Shop Parts keyboard_double_arrow_right
Need car parts? Select your vehicle
Reading Time: 3 minutes
Summary
  • The license number of your driver’s license will not change when you change your name.
  • The only time the driver’s license number can change is if the state that issued it adopts a new numbering scheme.
  • If you change your name or address, you must update the relevant information on your driver’s license and get a duplicate of the updated document.
  • After changing your name, you have 30 days to update your driver’s license at your local DMV office.
  • Bring your marriage license, a letter from the Department of State Health Services that verifies your marriage, divorce decree, and annulment papers.

Your driver’s license proves your identity and qualification to drive on the road. It also serves as the equivalent to the national ID of other countries. It contains critical information like your full name, address, and–perhaps most importantly–the individual license number assigned to you by the state government.

However, there are times when a driver has to change his or her name. For example, most woman who get married take on their husband’s surname as their own. Conversely, a divorce or annulment will revert the woman’s name back to her maiden name.

Name changes like this bring up a good question: Will the license number of your driver’s license change if your name changes?

close up shot of california driver licenses
No, the license number of your driver’s license will not change whenever you have to change your name or get a replacement.

Does Your Driver’s License Number Change When You Get Married?

You can put your concerns to rest. In one word: No, the license number of your driver’s license will not change whenever you have to change your name. The unique number was issued by the state government for recordkeeping purposes. Even if you lose your original driver’s license and get a replacement, the new license will keep your number.

The only time the driver’s license number can change is if the state that issued it adopts a new numbering scheme. The state of Washington started giving new driver’s license numbers to newly issued and renewed licenses in 2018. The previous numbering scheme used the driver’s name and date of birth as the basis for the license number. If the license was stolen or the number acquired, it would put the driver’s identity and security at risk.

Washington’s new scheme issued license numbers starting with WDL followed by nine letters and numbers chosen at random. This approach reduced the risk of identity theft and other threats to the driver’s security.

However, the law requires you to ensure that all information on your driver’s license is accurate and kept up to date. If you change your name or address, you will need to update the relevant information on your driver’s license. That means getting a duplicate–that is to say, a new copy–of your driver’s license with the changes. A name change associated with marriage, divorce, and annulment is one of the grounds for getting a new license.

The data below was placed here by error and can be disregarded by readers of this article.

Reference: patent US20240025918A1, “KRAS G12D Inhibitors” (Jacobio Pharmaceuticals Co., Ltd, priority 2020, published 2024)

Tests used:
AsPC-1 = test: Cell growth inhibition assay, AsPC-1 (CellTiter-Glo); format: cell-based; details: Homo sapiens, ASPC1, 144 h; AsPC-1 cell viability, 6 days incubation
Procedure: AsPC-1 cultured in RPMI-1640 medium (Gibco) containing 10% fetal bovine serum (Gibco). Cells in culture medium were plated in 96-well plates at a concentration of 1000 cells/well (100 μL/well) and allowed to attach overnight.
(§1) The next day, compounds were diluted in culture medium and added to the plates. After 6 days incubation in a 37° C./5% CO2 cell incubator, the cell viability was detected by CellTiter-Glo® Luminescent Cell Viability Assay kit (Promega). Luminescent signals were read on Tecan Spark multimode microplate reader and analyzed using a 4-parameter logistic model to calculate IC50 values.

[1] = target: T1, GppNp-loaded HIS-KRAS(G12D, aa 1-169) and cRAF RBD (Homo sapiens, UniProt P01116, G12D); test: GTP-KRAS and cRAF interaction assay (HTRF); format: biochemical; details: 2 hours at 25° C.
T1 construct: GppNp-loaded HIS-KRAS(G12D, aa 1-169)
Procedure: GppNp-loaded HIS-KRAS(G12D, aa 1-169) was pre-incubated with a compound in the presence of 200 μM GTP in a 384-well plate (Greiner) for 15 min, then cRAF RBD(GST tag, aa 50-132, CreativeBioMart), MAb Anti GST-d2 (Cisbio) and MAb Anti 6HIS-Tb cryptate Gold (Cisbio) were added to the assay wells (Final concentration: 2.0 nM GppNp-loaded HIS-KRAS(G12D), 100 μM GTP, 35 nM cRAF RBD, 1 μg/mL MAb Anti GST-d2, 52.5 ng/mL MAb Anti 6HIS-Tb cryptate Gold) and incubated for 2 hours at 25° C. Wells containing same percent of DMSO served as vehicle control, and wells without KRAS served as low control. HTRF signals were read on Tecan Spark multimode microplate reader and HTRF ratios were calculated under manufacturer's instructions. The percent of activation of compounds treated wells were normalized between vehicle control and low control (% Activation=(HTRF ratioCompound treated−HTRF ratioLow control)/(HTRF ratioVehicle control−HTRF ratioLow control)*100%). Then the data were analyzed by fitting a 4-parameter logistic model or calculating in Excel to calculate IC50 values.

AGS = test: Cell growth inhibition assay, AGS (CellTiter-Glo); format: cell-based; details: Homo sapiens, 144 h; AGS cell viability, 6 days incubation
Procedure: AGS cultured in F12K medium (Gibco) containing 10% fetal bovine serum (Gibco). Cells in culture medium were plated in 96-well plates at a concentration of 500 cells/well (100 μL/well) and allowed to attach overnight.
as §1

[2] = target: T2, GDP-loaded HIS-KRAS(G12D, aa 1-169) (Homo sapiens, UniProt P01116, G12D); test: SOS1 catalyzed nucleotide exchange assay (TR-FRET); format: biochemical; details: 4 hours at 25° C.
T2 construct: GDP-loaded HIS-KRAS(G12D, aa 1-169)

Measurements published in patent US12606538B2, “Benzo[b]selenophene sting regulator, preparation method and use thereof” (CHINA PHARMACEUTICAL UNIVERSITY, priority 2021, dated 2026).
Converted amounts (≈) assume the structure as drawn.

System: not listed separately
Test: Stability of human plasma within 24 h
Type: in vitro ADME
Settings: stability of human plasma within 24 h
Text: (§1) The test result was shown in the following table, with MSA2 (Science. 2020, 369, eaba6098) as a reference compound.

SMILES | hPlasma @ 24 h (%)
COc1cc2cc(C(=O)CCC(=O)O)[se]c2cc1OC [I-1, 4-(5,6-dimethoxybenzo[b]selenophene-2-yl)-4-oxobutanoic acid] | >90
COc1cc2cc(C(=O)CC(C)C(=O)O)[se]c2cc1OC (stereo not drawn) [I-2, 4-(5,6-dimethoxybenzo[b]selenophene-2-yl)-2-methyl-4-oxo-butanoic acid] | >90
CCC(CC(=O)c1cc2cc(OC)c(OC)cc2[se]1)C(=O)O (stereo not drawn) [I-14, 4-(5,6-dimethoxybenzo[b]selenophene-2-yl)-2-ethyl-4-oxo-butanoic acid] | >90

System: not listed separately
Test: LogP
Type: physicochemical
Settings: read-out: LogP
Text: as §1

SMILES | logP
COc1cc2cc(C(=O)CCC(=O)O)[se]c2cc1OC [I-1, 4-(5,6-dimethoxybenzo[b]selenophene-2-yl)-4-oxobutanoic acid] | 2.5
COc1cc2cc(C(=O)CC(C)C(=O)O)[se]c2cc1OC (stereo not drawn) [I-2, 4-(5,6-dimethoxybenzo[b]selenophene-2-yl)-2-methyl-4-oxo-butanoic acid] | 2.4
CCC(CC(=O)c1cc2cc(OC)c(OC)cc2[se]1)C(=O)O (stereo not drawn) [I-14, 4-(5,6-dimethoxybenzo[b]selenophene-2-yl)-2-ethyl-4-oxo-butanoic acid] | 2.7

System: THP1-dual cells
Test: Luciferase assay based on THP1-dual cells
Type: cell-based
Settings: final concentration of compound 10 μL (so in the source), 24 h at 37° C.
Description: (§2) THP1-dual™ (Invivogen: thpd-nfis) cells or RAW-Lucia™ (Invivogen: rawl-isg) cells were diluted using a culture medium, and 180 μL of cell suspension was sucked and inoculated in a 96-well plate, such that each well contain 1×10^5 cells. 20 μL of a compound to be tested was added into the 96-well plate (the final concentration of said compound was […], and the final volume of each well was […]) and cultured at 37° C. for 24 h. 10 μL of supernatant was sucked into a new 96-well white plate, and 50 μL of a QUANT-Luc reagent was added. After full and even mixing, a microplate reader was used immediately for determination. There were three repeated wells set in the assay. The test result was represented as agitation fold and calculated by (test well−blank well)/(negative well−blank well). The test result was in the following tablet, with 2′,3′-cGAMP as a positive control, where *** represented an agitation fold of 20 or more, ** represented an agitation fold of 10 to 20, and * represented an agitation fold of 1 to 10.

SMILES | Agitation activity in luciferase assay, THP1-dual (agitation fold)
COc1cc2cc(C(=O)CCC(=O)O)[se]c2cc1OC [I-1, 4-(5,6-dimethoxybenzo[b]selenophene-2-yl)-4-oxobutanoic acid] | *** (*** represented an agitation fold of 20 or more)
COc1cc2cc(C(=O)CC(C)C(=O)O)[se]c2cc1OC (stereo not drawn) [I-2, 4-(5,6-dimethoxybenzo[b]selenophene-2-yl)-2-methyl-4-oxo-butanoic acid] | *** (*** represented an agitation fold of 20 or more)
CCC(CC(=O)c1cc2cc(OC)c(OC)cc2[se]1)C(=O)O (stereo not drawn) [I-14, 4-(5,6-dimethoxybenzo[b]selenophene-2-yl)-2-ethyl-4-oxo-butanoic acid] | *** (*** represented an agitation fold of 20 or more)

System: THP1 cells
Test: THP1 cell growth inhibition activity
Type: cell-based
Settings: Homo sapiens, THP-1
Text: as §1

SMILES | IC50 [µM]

filling out a driver's license application
If you have legally changed your name, you have a 30-day period to go to your local DMV office to update your record.

How to Change Your Name on Your Driver’s License

Once you change your name, you have a 30-day period to go to your local DMV office. You will need to ask them to make a duplicate driver’s license with your new name.

When you go to the DMV office, bring the original copies of any of the following documents:

  • Marriage license
  • Letter from the Department of State Health Services that verifies your marriage
  • Divorce decree
  • Annulment

The DMV needs this document as proof that you have legally changed your name. It will also charge you a fee to pay for the duplicate of your driver’s license. Depending on the office and state, there might be a waiting period before they release your new license.

About The Authors
Written By Automotive and Tech Writers

The CarParts.com Research Team is composed of experienced automotive and tech writers working with (ASE)-certified automobile technicians and automotive journalists to bring up-to-date, helpful information to car owners in the US. Guided by CarParts.com's thorough editorial process, our team strives to produce guides and resources DIYers and casual car owners can trust.

Reviewed By Automotive Features Reviewer at CarParts.com

Lisa Conant grew up in Canada around a solid contingency of gear heads and DIY motor enthusiasts. She is an eclectic writer with a varied repertoire in the automotive industry, including research pieces with a focus on daily drivers and recreational vehicles. Lisa has written for Car Bibles and The Drive.

Any information provided on this Website is for informational purposes only and is not intended to replace consultation with a professional mechanic. The accuracy and timeliness of the information may change from the time of publication.

File Under : Lifestyle
headlights and components
Subscribe
Notify of
guest
0 Comments
Inline Feedbacks
View all comments

View all Questions & Answers

expand_more
CarParts.com Answers BE PART OF OUR COMMUNITY: Share your knowledge & help fellow drivers Join Now